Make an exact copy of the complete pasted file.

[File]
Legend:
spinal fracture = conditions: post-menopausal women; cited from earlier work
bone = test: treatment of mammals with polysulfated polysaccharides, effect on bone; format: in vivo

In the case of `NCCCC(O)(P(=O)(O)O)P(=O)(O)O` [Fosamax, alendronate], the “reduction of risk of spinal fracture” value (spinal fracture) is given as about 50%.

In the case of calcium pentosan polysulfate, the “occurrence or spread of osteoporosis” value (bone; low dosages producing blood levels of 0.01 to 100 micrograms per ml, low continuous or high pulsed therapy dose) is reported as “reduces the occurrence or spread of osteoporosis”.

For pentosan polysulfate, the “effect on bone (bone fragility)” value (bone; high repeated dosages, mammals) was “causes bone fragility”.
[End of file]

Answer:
Legend:
spinal fracture = conditions: post-menopausal women; cited from earlier work
bone = test: treatment of mammals with polysulfated polysaccharides, effect on bone; format: in vivo

In the case of `NCCCC(O)(P(=O)(O)O)P(=O)(O)O` [Fosamax, alendronate], the “reduction of risk of spinal fracture” value (spinal fracture) is given as about 50%.

In the case of calcium pentosan polysulfate, the “occurrence or spread of osteoporosis” value (bone; low dosages producing blood levels of 0.01 to 100 micrograms per ml, low continuous or high pulsed therapy dose) is reported as “reduces the occurrence or spread of osteoporosis”.

For pentosan polysulfate, the “effect on bone (bone fragility)” value (bone; high repeated dosages, mammals) was “causes bone fragility”.